In the end I think I agree with you. I was thrilled by the previews, and I must say that the book contains a lot of good ideas, but it feels more like a sampler than a full product. Mythic actions are awesome...but there's only 3 creatures using them in the book. Also, in this particular case, I was already using mythic actions in my game without knowing it, as my players and myself are big JRPG fans where those kind of moves are common trope. Same thing for the Piety rules: they are better illustrated in the book, it makes a great example on how to use the DMG variant rule, but it isnt really something new or expanded. The Supernatural gifts are cool, but they are more or less the not uncommon houserule for tables using feats to allow a feat at first level, with some new feats under a different name. Even the gifts that increases with character levels have a lot in common with the ''specialties(?)'' from the playtest. The book talks of nautical campaign (which is expected from a greek-flavoured setting), but only point to the naval rules from Saltmarsh without even an attempt to give a brief overview of the rules, not even one ot two new ''greek-themed'' ship statblocks to use with said rules.

All in all, it a nice book, the art is splendid as always with MTG products, and the it is always useful to see how variant rules modules can be used and what they look like when added to a living, breathing world instead of a bunch of numerical tables in the DMG. But the book itself does not seem to bring many new ideas to the table, sadly.

I would have preferred tables or templates for mythic action that you add to existing creatures. I would have appreciated more Gifts that increased with the character level (oracle, iconoclast etc) taken from the playtest's specialties. I would have appreciated if the book discussed the variant rules in the DMG to make the characters fated mythic heroes even at 1st level (hero points, epic heroism, cleaving through creatures, optional actions etc) or even loyalty rules, since (IMHO) retainers and entourage are a big part of the Hero's life.

Anyway, good book, but it seems to be lacking in therms of tools to create a ''Mythic Odyssey''.
This encapsulates my thoughts very well......a lot of good stuff, but not as complete a book/setting as I expected.
 

You are missing my point. it still does not feel like a complete project. Even if the goal is to provide “Greek-flavored, Magic: the Gathering world”. there Is just not enough of anything to provide anything more than a taste. I am not saying it is not an authentic Greek setting, just that whatever it is, there is just enough to provide flavor.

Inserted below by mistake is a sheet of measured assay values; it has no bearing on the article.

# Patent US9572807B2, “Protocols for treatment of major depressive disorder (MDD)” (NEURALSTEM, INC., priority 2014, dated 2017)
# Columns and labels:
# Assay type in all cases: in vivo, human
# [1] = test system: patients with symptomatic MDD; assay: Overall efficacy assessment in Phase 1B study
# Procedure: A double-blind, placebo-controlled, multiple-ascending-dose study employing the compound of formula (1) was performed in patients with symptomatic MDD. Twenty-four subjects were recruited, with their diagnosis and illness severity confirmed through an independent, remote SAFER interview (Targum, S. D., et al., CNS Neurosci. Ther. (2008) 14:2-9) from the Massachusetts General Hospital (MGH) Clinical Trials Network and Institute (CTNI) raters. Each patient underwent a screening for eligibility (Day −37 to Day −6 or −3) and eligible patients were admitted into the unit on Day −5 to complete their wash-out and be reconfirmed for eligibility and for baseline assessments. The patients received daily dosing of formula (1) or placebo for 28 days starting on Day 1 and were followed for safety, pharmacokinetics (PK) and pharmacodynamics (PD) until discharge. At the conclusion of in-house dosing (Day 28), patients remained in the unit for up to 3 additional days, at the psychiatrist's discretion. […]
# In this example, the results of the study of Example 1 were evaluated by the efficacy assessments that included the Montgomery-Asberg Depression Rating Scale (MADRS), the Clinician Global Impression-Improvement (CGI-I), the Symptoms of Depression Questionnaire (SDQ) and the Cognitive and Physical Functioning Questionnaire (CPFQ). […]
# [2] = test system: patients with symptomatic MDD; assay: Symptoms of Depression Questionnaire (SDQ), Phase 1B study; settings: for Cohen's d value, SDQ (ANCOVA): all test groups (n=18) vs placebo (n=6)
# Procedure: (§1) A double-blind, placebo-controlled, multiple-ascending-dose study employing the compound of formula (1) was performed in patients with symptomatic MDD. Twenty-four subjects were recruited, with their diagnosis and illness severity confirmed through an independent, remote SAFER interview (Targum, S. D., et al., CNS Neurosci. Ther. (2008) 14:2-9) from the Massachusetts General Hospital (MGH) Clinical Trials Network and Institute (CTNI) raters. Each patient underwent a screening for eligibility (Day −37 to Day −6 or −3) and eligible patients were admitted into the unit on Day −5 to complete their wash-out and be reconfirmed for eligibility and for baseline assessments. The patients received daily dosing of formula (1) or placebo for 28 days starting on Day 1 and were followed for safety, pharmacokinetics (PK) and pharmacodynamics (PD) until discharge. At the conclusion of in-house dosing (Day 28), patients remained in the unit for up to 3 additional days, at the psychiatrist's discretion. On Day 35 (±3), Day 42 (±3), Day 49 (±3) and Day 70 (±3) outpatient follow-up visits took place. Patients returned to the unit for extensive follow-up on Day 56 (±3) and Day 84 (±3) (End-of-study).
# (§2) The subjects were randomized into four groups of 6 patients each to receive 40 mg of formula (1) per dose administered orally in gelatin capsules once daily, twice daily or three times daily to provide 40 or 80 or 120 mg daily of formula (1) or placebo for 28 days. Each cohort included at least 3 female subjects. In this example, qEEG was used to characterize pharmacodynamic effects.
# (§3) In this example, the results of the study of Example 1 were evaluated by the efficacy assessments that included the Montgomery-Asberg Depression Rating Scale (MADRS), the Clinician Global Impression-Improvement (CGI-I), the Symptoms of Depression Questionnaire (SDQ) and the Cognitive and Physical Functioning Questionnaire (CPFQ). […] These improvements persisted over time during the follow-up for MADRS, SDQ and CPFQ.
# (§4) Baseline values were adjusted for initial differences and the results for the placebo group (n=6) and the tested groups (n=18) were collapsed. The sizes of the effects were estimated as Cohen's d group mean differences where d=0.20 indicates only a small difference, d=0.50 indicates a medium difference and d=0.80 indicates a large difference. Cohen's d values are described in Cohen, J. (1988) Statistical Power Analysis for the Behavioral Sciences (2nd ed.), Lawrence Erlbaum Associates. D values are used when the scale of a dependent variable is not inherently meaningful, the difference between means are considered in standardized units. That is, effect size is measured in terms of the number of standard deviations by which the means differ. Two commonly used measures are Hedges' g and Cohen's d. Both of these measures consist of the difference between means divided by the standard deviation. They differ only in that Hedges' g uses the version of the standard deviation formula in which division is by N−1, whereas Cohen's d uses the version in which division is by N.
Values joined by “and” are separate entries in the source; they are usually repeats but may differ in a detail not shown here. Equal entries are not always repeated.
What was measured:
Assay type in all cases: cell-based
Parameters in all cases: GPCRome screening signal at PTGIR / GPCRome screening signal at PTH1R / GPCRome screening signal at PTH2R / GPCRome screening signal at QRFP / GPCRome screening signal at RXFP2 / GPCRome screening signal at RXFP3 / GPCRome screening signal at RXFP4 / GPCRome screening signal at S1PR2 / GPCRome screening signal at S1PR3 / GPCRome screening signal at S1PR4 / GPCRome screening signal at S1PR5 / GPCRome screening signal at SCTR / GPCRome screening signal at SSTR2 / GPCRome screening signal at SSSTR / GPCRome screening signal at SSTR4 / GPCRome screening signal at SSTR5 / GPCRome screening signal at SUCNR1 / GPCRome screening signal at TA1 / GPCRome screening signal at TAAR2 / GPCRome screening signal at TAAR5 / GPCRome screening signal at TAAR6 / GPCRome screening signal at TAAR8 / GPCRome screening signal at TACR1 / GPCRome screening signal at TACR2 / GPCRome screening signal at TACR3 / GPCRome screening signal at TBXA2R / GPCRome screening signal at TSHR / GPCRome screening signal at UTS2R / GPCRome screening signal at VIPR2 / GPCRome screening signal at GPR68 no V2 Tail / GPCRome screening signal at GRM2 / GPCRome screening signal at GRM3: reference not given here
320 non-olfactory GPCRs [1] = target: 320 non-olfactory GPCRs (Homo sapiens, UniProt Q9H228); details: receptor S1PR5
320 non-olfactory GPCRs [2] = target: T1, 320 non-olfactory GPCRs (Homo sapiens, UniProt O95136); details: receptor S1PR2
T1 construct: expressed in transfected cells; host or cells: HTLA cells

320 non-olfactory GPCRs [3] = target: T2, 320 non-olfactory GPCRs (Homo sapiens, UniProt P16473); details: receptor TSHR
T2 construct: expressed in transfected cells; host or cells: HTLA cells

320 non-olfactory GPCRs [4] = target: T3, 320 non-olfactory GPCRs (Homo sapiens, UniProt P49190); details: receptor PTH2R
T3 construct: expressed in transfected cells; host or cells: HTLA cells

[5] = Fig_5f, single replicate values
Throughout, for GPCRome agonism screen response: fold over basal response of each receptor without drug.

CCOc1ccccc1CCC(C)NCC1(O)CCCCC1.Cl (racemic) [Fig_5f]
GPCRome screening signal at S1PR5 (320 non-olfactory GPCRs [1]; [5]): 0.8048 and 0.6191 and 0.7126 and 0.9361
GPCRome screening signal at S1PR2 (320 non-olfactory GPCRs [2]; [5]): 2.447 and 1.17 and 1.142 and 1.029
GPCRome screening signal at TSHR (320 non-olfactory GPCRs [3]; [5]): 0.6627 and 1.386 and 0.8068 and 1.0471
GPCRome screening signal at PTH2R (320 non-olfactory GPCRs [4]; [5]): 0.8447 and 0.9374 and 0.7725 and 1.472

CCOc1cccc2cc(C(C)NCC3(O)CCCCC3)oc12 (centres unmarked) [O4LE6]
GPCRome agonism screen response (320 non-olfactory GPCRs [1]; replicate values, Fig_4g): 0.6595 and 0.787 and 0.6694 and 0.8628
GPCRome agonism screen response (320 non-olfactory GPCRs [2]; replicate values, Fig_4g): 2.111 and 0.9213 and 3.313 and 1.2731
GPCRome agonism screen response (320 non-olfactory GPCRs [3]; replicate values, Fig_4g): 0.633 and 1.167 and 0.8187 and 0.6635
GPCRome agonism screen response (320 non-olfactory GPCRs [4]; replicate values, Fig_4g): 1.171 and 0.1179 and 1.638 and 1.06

It is fine if you like it, I just find it ok, satisfactory, decent....not because it is MTG but because it is sparse and feels half done.
Nothing in Theros feels half-done. It is a well-designed book that is geared towards giving players the chance to run games that are focused on mythic odysseys and doing mythical things. It gives you tools to empower players, adventure guidelines to capture themes and aesthetics, and a very in-depth god-guide, including how to use the gods as both aids and villains. I have never read a book - not Dragonlords, not Arcadia - that teaches players how to play a mythic "greek" game like Theros does.
 

jerryrice4949

Explorer
Nothing in Theros feels half-done. It is a well-designed book that is geared towards giving players the chance to run games that are focused on mythic odysseys and doing mythical things. It gives you tools to empower players, adventure guidelines to capture themes and aesthetics, and a very in-depth god-guide, including how to use the gods as both aids and villains. I have never read a book - not Dragonlords, not Arcadia - that teaches players how to play a mythic "greek" game like Theros does.
I am not going to argue opinions with you. I can see what you are saying. I like to ideas and love the art just feels the content falls short of what it could have been. It is a solid C+.